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Mol Pharm. 2017 Dec 4;14(12):4192-4201. doi: 10.1021/acs.molpharmaceut.7b00198. Epub 2017 Aug 23.

Validation of Dissolution Testing with Biorelevant Media: An OrBiTo Study.

Author information

Pharmaceutical Technology & Development, AstraZeneca , Macclesfield, U.K.
Institute of Pharmaceutical Technology, Goethe University , Frankfurt am Main, Germany.
Drug Product Development, AbbVie Deutschland GmbH & Co. KG , Ludwigshafen, Germany.
Chemical and Pharmaceutical Development, Bayer AG , Wuppertal, Germany.
Pharmaceutical Development, Boehringer Ingelheim Pharma GmbH , Biberach an der Riß, Germany.
Drug Product Science and Technology, Bristol-Myers Squibb , Moreton, U.K.
Pharmaceutical Development & Supply, GlaxoSmithKline R&D , Harlow, U.K.
Pharmaceutical Sciences, Janssen Pharmaceutica, Johnson & Johnson , Beerse, Belgium.
Drug Delivery and Disposition, University of Leuven , Leuven, Belgium.
Biologics and Pharmaceutical Science, H. Lundbeck A/S , Valby, Denmark.
Department of Biopharmaceutics and Pharmaceutical Technology, University of Mainz , Mainz, Germany.
Analytical Sciences, MRL, Merck & Co., Inc. , Kenilworth, New Jersey, United States.
Technical Research and Development, Novartis Pharma AG , Basel, Switzerland.
Pharmaceutical Sciences, Analytical Development, Orion Pharma , Turku, Finland.
Analytical Research and Development, Pfizer Ltd. , Sandwich, U.K.
Research & Development, Sanofi-Aventis , Vitry-sur-Seine, France.


Dissolution testing with biorelevant media has become widespread in the pharmaceutical industry as a means of better understanding how drugs and formulations behave in the gastrointestinal tract. Until now, however, there have been few attempts to gauge the reproducibility of results obtained with these methods. The aim of this study was to determine the interlaboratory reproducibility of biorelevant dissolution testing, using the paddle apparatus (USP 2). Thirteen industrial and three academic laboratories participated in this study. All laboratories were provided with standard protocols for running the tests: dissolution in FaSSGF to simulate release in the stomach, dissolution in a single intestinal medium, FaSSIF, to simulate release in the small intestine, and a "transfer" (two-stage) protocol to simulate the concentration profile when conditions are changed from the gastric to the intestinal environment. The test products chosen were commercially available ibuprofen tablets and zafirlukast tablets. The biorelevant dissolution tests showed a high degree of reproducibility among the participating laboratories, even though several different batches of the commercially available medium preparation powder were used. Likewise, results were almost identicalbetween the commercial biorelevant media and those produced in-house. Comparing results to previous ring studies, including those performed with USP calibrator tablets or commercially available pharmaceutical products in a single medium, the results for the biorelevant studies were highly reproducible on an interlaboratory basis. Interlaboratory reproducibility with the two-stage test was also acceptable, although the variability was somewhat greater than with the single medium tests. Biorelevant dissolution testing is highly reproducible among laboratories and can be relied upon for cross-laboratory comparisons.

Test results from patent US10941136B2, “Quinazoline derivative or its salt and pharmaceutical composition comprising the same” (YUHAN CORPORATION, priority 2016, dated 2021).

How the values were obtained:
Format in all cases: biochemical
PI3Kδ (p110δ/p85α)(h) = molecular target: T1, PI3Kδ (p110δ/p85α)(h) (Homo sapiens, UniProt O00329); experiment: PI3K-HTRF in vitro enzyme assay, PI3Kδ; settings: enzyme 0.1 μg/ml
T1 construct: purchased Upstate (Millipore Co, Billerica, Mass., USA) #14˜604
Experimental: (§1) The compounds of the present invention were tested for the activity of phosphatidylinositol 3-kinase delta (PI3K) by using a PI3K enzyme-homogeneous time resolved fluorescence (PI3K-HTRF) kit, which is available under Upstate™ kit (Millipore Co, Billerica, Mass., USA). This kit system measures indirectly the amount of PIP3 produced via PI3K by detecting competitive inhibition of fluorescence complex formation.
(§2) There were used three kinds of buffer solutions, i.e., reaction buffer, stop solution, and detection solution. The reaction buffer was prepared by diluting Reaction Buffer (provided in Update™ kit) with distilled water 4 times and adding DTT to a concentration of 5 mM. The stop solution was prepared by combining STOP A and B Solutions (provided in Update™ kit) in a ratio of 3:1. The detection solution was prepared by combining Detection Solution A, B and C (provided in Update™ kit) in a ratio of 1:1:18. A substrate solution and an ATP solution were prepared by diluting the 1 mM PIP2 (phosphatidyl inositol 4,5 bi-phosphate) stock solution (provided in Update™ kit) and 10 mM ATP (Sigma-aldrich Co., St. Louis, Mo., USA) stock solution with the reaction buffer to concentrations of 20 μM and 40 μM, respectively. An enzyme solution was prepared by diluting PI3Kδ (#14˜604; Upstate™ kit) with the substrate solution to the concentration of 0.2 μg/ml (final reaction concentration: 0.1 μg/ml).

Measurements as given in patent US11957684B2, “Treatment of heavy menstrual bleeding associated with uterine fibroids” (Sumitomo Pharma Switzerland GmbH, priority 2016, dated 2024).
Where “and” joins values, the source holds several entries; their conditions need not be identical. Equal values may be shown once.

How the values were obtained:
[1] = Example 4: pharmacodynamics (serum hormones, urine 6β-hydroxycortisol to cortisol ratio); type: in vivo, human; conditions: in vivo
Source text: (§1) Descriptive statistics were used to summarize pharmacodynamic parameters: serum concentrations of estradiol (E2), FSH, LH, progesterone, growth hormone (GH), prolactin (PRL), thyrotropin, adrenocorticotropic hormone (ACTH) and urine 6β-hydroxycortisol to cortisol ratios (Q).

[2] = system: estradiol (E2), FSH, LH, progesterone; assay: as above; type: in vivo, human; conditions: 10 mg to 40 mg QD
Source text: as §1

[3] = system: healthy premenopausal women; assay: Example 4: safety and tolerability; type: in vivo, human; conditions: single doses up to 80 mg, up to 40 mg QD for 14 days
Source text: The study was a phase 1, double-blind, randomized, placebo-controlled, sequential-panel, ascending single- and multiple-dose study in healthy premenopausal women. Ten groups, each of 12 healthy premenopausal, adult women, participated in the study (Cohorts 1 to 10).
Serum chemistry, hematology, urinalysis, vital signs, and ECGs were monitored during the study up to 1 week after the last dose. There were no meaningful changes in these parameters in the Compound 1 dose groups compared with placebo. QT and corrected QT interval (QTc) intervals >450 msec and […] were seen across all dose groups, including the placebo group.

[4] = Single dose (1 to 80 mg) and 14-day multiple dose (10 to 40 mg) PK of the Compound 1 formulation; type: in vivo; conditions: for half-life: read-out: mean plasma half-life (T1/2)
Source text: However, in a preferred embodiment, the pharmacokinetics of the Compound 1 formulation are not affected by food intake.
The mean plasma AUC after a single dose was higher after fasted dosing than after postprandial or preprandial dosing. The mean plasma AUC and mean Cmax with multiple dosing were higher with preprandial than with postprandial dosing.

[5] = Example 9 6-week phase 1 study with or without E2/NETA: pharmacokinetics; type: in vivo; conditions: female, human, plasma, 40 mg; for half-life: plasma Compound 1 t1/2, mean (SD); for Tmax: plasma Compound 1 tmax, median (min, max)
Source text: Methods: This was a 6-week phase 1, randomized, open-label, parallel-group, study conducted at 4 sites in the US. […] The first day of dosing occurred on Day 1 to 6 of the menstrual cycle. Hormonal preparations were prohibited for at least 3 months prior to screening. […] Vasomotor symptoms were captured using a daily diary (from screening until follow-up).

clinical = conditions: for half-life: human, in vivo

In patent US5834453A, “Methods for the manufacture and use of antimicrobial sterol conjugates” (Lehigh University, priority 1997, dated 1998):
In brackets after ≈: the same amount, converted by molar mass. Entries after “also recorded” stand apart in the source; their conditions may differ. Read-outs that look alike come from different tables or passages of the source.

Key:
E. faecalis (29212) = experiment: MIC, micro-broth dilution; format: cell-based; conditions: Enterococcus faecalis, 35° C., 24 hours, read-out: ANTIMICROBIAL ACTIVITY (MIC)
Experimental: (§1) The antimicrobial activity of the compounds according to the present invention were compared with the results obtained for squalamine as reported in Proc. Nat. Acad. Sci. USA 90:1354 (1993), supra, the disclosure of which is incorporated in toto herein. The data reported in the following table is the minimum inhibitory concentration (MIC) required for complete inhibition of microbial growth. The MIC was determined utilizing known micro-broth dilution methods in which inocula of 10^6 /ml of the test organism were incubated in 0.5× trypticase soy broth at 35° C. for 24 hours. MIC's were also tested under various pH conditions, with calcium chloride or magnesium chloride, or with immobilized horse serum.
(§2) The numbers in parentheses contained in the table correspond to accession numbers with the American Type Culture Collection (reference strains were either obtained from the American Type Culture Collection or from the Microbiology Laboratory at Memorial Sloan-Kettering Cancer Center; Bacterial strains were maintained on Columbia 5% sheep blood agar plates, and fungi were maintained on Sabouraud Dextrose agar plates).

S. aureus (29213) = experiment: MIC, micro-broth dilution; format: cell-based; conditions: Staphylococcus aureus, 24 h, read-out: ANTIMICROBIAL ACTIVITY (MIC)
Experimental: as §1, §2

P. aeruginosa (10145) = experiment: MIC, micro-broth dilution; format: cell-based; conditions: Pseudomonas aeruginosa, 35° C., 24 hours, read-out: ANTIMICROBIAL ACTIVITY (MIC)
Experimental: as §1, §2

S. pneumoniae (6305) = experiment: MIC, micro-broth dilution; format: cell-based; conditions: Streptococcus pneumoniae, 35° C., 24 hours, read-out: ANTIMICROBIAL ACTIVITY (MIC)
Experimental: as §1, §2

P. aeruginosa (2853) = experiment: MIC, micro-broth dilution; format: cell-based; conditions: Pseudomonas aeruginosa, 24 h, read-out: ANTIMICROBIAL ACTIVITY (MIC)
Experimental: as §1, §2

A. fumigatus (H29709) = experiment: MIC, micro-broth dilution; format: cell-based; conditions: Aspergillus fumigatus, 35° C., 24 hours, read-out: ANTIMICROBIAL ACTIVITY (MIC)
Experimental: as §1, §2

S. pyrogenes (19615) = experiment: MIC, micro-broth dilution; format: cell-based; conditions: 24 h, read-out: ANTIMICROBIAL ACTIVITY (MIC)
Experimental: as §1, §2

FaSSIF; OrBiTo; biorelevant; dissolution testing; in vivo predictive testing; ring study; transfer model

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